I have to say, I am very lucky. I have wonderful friends who I can stay with all over the world and just recently, I’ve been in Tehran, staying with my lovely friend, Nasrine Faghih. I didn’t expect Tehran to be an easy city but thanks to Nasrine and a charming young friend of hers, Ali who was my guide while I was there, I actually had a great time. Ali took me to lots of different places, including the big bazaar which I didn’t actually like much. It is nowhere near as magical as the souks of Aleppo and I much preferred Tajrish, the small bazaar near Nasrine’s home, which was way more exciting. Still the big bazaar was fun, and definitely worth visiting if only for people watching.
But what was far more interesting was the little cook-shop (called tabbakhi in Persian) just outside the main entrance to the bazaar, on the other side of the street, specializing in lamb’s heads and tripe. Some of you may know that I can’t resist offal ( I did after all write The Fifth Quarter) and as soon as I spotted the heads soaking in a large tub of broth, I dragged Ali inside.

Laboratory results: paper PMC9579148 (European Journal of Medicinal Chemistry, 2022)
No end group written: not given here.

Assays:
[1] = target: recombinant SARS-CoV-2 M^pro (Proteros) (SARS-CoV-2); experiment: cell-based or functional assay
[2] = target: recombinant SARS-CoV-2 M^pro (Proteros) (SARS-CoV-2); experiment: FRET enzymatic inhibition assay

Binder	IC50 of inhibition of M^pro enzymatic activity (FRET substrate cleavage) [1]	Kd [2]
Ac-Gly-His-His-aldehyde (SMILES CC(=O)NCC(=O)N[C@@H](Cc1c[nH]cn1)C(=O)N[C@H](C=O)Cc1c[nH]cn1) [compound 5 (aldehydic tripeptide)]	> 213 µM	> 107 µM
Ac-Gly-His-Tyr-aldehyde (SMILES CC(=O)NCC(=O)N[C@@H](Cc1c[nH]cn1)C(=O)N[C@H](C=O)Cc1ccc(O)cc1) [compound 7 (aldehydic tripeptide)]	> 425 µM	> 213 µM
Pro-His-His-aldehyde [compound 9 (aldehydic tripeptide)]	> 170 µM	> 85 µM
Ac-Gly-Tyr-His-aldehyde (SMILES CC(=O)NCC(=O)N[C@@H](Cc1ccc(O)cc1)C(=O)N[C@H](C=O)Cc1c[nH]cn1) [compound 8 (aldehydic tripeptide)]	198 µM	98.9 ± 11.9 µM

It was early in the morning and I was not hungry but the heads looked so white and clean that I had to try some. I asked for a small plate to taste (as against a whole head) and I have to admit that the meat was amazing, especially the part from around the eye sockets (on the right of the plate). Totally melting and absolutely delicious with no off-taste whatsoever. The tripe was another story. It definitely had an off-taste, a sign that it was not cleaned properly.
As we were savouring our choice morsels, I heard loud religious music, which despite being in Tehran, sounded incongruous. I looked up to see a long procession of bearded men chanting and beating their chest at regular intervals. I asked Ali what it was all about and he explained that it was a mourning ceremony for a Saint, a regular event in the city. It was not a morning for the squeamish!